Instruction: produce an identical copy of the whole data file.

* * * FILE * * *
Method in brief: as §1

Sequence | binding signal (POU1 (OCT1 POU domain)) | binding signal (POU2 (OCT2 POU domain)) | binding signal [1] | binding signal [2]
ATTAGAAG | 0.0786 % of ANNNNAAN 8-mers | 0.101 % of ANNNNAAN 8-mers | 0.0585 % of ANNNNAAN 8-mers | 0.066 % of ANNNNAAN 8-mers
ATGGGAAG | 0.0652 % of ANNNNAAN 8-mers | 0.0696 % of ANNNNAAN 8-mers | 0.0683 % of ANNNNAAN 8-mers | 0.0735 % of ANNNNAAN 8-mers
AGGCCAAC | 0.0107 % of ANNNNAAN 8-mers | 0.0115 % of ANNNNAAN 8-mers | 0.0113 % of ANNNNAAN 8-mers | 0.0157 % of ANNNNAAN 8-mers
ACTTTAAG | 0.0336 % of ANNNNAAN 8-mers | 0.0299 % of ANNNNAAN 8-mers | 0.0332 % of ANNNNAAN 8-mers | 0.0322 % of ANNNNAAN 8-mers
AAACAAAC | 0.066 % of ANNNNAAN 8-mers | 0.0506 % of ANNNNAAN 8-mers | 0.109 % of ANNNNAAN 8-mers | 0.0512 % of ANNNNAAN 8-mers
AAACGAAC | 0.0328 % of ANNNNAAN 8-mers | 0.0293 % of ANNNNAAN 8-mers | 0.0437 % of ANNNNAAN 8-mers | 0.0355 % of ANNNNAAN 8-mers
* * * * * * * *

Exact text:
Method in brief: as §1

Sequence | binding signal (POU1 (OCT1 POU domain)) | binding signal (POU2 (OCT2 POU domain)) | binding signal [1] | binding signal [2]
ATTAGAAG | 0.0786 % of ANNNNAAN 8-mers | 0.101 % of ANNNNAAN 8-mers | 0.0585 % of ANNNNAAN 8-mers | 0.066 % of ANNNNAAN 8-mers
ATGGGAAG | 0.0652 % of ANNNNAAN 8-mers | 0.0696 % of ANNNNAAN 8-mers | 0.0683 % of ANNNNAAN 8-mers | 0.0735 % of ANNNNAAN 8-mers
AGGCCAAC | 0.0107 % of ANNNNAAN 8-mers | 0.0115 % of ANNNNAAN 8-mers | 0.0113 % of ANNNNAAN 8-mers | 0.0157 % of ANNNNAAN 8-mers
ACTTTAAG | 0.0336 % of ANNNNAAN 8-mers | 0.0299 % of ANNNNAAN 8-mers | 0.0332 % of ANNNNAAN 8-mers | 0.0322 % of ANNNNAAN 8-mers
AAACAAAC | 0.066 % of ANNNNAAN 8-mers | 0.0506 % of ANNNNAAN 8-mers | 0.109 % of ANNNNAAN 8-mers | 0.0512 % of ANNNNAAN 8-mers
AAACGAAC | 0.0328 % of ANNNNAAN 8-mers | 0.0293 % of ANNNNAAN 8-mers | 0.0437 % of ANNNNAAN 8-mers | 0.0355 % of ANNNNAAN 8-mers